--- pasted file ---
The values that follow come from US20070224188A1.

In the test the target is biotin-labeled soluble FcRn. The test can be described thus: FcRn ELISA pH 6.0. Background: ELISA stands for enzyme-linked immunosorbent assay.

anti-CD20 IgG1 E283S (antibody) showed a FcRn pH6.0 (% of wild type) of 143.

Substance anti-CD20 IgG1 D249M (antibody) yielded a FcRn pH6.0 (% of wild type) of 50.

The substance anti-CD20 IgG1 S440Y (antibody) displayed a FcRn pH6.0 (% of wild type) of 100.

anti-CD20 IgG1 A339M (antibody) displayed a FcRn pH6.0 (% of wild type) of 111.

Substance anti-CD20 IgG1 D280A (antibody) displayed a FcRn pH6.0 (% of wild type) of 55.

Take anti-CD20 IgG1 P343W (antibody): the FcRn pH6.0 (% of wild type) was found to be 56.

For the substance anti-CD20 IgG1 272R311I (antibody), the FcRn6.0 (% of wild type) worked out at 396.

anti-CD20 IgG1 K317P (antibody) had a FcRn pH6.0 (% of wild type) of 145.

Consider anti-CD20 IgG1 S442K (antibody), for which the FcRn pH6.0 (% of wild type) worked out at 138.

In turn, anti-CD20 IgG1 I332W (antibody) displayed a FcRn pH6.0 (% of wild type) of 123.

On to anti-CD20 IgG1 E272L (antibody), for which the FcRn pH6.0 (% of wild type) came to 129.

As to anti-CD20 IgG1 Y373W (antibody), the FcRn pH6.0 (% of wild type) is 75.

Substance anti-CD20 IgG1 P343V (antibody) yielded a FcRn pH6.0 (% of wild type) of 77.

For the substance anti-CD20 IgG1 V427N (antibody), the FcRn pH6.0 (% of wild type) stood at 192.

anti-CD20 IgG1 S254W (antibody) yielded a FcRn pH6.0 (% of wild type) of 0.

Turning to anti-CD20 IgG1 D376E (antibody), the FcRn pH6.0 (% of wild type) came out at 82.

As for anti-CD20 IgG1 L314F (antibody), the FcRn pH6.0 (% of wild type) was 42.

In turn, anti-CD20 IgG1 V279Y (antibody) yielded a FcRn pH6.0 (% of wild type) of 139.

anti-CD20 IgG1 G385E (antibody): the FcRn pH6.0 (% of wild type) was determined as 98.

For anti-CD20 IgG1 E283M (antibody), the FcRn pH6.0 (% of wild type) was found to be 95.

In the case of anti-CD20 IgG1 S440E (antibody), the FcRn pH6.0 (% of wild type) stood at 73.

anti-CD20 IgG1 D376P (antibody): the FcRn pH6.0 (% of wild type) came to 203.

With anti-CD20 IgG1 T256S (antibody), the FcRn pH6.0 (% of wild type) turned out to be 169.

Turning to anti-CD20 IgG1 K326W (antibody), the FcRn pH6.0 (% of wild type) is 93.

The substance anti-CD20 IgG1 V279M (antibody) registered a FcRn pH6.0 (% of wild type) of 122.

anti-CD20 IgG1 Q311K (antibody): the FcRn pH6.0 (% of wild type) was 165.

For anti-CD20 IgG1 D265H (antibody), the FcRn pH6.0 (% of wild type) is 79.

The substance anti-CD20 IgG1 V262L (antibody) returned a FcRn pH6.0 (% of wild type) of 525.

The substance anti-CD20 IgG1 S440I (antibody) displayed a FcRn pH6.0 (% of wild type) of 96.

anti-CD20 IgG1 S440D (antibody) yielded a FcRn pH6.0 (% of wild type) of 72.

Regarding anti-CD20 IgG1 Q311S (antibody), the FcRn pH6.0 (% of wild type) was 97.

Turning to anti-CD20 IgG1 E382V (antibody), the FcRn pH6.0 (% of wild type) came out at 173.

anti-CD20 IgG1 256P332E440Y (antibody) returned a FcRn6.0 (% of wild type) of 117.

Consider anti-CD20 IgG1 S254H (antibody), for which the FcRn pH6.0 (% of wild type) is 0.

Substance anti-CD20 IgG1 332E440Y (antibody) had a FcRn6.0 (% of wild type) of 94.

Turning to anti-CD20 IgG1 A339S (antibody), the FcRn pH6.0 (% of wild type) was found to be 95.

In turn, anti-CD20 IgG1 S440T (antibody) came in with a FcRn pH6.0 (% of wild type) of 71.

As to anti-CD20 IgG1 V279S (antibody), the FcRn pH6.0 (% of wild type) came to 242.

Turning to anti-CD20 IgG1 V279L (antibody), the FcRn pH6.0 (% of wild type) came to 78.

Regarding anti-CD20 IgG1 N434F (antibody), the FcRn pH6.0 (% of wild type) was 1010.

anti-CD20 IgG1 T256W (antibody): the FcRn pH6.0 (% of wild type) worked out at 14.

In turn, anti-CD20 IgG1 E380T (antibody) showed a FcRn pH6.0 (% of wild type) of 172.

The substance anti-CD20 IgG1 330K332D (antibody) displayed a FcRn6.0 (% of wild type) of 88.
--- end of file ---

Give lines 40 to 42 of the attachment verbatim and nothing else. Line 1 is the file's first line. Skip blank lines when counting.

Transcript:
As to anti-CD20 IgG1 V279S (antibody), the FcRn pH6.0 (% of wild type) came to 242.

Turning to anti-CD20 IgG1 V279L (antibody), the FcRn pH6.0 (% of wild type) came to 78.

Regarding anti-CD20 IgG1 N434F (antibody), the FcRn pH6.0 (% of wild type) was 1010.